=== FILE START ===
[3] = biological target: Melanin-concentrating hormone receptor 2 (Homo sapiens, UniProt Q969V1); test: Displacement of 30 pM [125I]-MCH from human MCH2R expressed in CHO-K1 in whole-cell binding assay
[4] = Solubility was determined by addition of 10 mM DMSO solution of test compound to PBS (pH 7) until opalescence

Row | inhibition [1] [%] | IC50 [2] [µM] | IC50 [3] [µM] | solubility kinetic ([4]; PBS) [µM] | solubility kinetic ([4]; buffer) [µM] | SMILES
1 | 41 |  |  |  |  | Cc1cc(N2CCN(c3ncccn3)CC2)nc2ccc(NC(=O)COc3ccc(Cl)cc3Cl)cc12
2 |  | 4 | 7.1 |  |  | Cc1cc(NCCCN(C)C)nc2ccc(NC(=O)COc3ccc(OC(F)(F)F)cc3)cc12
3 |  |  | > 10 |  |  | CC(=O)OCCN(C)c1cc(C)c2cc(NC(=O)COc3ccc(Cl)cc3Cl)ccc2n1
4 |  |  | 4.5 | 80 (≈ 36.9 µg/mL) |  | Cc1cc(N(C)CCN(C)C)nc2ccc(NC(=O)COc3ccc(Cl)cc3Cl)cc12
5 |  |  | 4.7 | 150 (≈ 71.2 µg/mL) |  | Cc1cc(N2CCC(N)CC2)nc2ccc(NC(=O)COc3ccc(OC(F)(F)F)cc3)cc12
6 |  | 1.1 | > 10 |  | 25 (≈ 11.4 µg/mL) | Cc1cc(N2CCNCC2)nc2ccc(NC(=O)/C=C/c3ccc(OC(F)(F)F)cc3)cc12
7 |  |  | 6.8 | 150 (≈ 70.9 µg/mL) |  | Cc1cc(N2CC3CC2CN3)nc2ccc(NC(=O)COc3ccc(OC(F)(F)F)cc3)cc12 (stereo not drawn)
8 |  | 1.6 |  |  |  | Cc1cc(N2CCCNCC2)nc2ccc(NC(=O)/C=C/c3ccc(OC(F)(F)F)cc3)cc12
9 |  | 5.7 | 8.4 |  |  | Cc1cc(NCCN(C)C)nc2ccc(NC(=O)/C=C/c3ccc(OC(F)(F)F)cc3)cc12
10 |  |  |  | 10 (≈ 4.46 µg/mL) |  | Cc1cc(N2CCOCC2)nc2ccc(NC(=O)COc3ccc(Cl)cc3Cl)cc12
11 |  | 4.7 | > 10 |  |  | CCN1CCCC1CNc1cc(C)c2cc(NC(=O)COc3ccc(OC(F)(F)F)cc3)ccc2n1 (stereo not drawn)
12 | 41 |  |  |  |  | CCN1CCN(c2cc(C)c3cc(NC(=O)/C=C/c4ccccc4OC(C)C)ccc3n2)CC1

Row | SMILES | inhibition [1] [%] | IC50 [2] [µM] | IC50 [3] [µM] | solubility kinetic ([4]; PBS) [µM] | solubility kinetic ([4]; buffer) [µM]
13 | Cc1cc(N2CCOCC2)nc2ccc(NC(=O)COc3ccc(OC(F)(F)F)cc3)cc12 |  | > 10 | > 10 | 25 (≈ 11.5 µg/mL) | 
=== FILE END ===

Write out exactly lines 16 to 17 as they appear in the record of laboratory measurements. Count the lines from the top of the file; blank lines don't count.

Row | SMILES | inhibition [1] [%] | IC50 [2] [µM] | IC50 [3] [µM] | solubility kinetic ([4]; PBS) [µM] | solubility kinetic ([4]; buffer) [µM]
13 | Cc1cc(N2CCOCC2)nc2ccc(NC(=O)COc3ccc(OC(F)(F)F)cc3)cc12 |  | > 10 | > 10 | 25 (≈ 11.5 µg/mL) | 